In this article I talk about the very real phenomenon of the holiday blues and offer some suggestions about how you can cope with feelings of loneliness and depression around the holidays.
Well, it's the holiday season. Christmas and Hanukkah are just around the corner. For many people the holidays are a time for great joy - seeing family and old friends, trips back home, renewing family traditions and reviving pleasant memories. This is true for many, but not for all. For a lot of folks, holidays bring reminders of loss, loneliness and depression. It's sad, but it's true.
Recently, I've been fighting some of these feelings myself. I’m not a melancholy sort. Generally, I’m pretty upbeat and optimistic and when I get into a funk, it doesn’t last long. But in the last few years, I lost my younger brother on Christmas Eve and last year, my Mother right before Thanksgiving. When my brother passed, I had to call Mom and tell her that her youngest son had died unexpectedly. (We had been waiting for him to arrive at our annual Christmas Eve dinner and he was uncharacteristically late, and we couldn’t get him by phone or by text, so my older brother and I drove about 90 minutes to my younger brother's condo. We couldn't get in and after calling the police to get into the condo, we learned he had died in the night. It was a bad scene, despite my family’s general stoic tendencies.) And so now I have a couple of not so pleasant memories that are associated with the holidays.
I share this tale to illustrate how for some, holidays are connected with bad memories and experiences. By the way, I’m not depressed or anything of the sort. So don’t worry about me. But many people do get sad around the holidays. Blue Christmas isn’t just an Elvis song (I think it was Elvis), holiday depression is a real thing.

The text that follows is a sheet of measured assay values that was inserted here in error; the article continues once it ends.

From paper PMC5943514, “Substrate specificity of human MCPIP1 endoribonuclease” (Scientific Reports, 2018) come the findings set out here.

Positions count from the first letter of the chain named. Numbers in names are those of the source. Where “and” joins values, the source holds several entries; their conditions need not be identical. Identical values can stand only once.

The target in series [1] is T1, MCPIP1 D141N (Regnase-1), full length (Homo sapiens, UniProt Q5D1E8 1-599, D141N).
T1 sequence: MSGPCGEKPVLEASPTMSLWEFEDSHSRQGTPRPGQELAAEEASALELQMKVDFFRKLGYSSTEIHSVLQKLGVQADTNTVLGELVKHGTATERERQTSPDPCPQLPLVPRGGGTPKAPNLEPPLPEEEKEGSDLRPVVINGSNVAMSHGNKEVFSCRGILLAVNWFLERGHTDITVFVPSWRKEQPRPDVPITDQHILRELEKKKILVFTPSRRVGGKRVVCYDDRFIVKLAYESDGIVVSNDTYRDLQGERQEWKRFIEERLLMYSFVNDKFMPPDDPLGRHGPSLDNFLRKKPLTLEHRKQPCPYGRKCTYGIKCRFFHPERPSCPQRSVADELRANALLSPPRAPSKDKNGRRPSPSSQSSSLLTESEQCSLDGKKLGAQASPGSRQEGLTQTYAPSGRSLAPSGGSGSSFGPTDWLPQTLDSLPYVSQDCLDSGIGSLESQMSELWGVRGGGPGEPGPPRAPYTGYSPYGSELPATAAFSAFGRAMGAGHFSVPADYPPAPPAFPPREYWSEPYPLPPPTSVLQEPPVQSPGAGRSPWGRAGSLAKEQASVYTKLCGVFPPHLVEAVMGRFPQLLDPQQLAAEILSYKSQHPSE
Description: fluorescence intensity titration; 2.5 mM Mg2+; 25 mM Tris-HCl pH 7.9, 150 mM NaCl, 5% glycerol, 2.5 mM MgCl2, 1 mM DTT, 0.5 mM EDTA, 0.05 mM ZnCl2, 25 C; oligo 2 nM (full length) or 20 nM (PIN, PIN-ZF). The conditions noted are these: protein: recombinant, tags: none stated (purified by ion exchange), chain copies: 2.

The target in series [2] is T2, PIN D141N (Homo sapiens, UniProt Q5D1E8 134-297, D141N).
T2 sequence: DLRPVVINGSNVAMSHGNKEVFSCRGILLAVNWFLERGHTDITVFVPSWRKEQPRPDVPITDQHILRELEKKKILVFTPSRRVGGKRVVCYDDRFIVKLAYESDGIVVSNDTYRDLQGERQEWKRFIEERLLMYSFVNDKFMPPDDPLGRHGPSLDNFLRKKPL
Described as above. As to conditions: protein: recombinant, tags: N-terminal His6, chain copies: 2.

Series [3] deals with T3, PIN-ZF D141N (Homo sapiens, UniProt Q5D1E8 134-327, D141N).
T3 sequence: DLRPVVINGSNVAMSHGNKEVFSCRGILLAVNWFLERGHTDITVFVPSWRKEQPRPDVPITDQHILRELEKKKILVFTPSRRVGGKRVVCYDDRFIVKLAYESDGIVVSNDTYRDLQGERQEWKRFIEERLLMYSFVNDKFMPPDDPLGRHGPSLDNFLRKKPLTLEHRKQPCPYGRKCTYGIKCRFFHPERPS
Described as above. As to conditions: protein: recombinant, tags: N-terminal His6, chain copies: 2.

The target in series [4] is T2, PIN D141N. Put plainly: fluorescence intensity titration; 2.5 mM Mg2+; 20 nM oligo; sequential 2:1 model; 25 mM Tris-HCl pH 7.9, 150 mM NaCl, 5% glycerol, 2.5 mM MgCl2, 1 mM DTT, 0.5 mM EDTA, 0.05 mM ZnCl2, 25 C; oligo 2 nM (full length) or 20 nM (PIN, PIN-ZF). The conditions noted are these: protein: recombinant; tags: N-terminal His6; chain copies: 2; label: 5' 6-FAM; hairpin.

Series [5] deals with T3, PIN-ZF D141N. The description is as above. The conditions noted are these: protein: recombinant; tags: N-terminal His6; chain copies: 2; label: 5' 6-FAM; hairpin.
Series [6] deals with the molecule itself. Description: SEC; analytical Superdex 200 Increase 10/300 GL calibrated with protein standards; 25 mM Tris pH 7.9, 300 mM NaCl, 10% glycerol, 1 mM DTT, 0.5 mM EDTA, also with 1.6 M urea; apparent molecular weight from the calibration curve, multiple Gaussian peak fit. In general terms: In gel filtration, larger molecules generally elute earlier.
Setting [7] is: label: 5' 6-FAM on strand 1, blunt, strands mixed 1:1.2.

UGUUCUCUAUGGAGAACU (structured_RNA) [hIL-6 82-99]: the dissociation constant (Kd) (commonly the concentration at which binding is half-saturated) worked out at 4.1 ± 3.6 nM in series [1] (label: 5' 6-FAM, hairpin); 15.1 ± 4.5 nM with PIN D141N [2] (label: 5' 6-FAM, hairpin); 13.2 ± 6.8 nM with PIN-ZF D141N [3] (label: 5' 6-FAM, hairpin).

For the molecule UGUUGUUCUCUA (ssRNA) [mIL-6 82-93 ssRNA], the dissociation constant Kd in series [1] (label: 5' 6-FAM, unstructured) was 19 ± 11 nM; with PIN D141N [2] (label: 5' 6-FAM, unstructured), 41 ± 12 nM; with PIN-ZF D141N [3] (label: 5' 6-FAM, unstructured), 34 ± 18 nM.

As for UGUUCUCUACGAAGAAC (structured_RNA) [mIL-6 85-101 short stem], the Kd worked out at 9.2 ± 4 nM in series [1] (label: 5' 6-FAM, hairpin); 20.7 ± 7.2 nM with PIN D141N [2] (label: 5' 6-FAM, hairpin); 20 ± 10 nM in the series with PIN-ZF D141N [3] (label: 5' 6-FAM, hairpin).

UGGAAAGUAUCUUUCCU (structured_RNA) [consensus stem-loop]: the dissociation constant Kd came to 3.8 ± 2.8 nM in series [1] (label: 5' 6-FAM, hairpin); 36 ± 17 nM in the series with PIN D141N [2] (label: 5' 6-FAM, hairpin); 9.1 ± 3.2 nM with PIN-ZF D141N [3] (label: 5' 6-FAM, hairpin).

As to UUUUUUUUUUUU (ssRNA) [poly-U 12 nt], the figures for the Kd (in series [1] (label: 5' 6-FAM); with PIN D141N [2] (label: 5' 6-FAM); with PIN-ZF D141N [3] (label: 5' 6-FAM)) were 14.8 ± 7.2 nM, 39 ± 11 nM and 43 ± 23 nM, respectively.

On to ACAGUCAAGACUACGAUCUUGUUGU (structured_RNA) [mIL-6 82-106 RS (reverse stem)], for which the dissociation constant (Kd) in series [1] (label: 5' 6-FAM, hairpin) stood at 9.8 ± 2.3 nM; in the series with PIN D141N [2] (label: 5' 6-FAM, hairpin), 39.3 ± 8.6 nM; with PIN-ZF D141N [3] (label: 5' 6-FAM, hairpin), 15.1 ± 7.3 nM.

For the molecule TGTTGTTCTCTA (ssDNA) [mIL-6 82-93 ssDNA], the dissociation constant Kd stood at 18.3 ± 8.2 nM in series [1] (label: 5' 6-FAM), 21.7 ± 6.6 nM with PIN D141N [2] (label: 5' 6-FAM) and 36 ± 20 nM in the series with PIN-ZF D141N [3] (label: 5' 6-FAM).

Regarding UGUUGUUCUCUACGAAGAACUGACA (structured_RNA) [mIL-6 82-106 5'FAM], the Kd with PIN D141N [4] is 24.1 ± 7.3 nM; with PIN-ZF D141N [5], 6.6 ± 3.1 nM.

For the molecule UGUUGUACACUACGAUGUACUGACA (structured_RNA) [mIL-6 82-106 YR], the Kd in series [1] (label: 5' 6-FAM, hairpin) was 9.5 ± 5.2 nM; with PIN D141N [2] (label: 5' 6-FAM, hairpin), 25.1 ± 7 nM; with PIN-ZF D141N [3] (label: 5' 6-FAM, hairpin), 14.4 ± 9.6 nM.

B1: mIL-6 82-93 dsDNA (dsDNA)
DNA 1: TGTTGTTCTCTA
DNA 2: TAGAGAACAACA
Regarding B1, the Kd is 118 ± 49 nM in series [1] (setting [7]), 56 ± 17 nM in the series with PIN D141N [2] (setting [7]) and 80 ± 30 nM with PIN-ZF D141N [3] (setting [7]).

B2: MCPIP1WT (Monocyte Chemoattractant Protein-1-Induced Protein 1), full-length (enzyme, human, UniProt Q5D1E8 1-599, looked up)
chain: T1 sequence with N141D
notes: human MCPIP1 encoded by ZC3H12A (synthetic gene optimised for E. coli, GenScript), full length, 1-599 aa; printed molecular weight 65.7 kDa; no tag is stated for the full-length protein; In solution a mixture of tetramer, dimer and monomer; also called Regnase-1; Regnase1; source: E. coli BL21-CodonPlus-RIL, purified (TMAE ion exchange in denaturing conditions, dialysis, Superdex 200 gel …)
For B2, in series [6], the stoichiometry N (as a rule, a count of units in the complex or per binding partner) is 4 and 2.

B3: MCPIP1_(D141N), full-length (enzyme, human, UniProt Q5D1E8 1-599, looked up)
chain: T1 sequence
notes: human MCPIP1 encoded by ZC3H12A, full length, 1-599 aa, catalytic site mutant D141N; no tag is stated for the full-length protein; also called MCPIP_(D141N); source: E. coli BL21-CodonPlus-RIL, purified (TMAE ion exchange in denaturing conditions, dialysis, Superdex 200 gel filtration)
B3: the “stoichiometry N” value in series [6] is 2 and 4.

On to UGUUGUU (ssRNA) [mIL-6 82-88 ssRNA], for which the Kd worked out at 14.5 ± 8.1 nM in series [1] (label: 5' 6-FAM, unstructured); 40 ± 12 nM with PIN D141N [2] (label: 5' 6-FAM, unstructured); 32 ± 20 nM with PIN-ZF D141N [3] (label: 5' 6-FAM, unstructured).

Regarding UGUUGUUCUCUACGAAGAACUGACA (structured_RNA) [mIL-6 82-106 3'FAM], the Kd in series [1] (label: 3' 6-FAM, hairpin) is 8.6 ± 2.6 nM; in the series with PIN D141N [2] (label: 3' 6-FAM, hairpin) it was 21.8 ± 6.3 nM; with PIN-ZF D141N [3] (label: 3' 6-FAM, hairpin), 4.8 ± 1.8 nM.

What if you’re not feeling so jolly?
So, what can you do if you’re not feeling so jolly during the holidays? First, and maybe most importantly, is to realize that there’s nothing wrong with you; you’re not some weirdo for feeling bad during the holidays. When it seems like everyone around you is happy and excited and you’re feeling down, it’s easy to fall into the trap of thinking that there’s something fundamentally wrong with you. There isn’t. You’re not alone in your feelings. My guess is that many of the people around you are hiding some sadness behind a happy facade. You’re most assuredly not the only one feeling down and your feelings ARE your feelings … they’re completely valid.
Depression isn’t the only form of holiday blues. It’s also common and for many of us natural to feel a little lonely during the holidays, especially if you’re not able to be with friends and family, and sometimes even if you are. Even outside the holidays, social isolation can lead to all sorts of bad things including loss of sleep, reduced physical activity (yeah, really), increased stress, increased depression and even an increased chance of a stroke or heart attack. All of this gets amplified during the holidays since we often associate the holidays with being around friends and family. By the way, working from home doesn’t help with this. My own research shows that social isolation can have negative effects on teleworkers and students taking online classes. My point in bringing this up is to, once again, tell you that your feelings of social isolation around the holidays are pretty common and pretty reasonable. Again, you’re not the only one.